Alma channeled her childhood lessons of duty and commitment to community into her love for teaching and music. In this way, Alma reached out to embrace diversity and always accepted people as they see themselves. Alma was always inclusive, setting parameters, but never erecting barriers; establishing expectations, but not making demands. She always sought and found the good in people, whomever they might be, or wherever they came from.

After teaching at elementary schools in Etobicoke and Beamsville, Ontario, and Ukrainian kindergarten (Sadochok) in Hamilton, Alma obtained a certificate to teach English as a Second Language when the family moved to Oakville. While teaching new immigrants English, she related their experience to the challenges her own parents had faced in a new land. In recognition of the respect, dedication and dignity with which she treated people, the Multicultural Centre of the Town of Oakville presented Alma with the Volunteer of the Year Award, for which her family was incredibly proud.

Alma also used music to bring the rich Ukrainian culture she loved to the wider community. She sang in the renowned Oleksandr Koshetz Choir in Winnipeg and was one of the principals in the 1979 success of the Canadian Ukrainian Opera Association’s staging of the the folk-opera “Kupalo” by Anatole Vachnianyn.
Alma’s most cherished role, however, was being “Baba” (grandma) to her twelve grandchildren. She was the “Great Harmonizer” – an indomitable force for family harmony and unity who was the nucleus of her far-flung family. Although her children, Daniel, Roman, Sonya and Donna live in Ukraine, Calgary, and New York, the family coalesced each year around Baba’s table in Oakville and at the family cottage near Peterborough to embrace her and Dido’s (Jaroslaw’s) warmth and generosity.

Alma grew up in an era where children were seen, but not heard, where the collective struggle for the family’s, and the community’s, well-being took precedence over individual needs. Yet, her children and grandchildren always felt her love and compassion. She didn’t need to articulate her feelings; we felt them in every sacrifice and selfless act she performed.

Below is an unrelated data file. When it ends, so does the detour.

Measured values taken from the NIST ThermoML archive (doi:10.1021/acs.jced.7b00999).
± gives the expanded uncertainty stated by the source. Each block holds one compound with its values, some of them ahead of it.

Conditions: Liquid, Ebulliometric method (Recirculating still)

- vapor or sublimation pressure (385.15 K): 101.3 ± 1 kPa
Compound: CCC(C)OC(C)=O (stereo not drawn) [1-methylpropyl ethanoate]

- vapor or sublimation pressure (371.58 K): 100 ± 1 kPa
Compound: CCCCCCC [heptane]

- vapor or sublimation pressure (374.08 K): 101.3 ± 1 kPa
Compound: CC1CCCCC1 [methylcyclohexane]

These factors became pertinent to Alma’s and the family’s greatest challenge: her diagnosis a year ago of fourth-stage cancer. Typically, she took charge and refused to let the disease define who she was. She drew on the lessons of her upbringing and life, her great faith in God and she did what had to be done. As usual, her primary concern was not herself, but the well-being of her husband, children and grandchildren. She spoke openly, matter-of-factly and directly about the progression of her gradual decline and used her sickness to prepare us all for her departure.

Alma used her last strength to fortify the rest of the family. She gave everyone time to reflect on what she meant to us, and what we all mean to each other; it was the Great Harmonizer’s final unifying act. She prepared us for her death with humility, grace and dignity – the same attributes that characterized her whole life.

May her soul rest in peace.
Vichnaya pamyat’.

Alma Alexandra Bilak
October 4, 1933 – June 11, 2015

In memory of our dearest Mother
on the 40th day of her passing to eternal rest,
Danylo, Roman, Sonya, and Donna.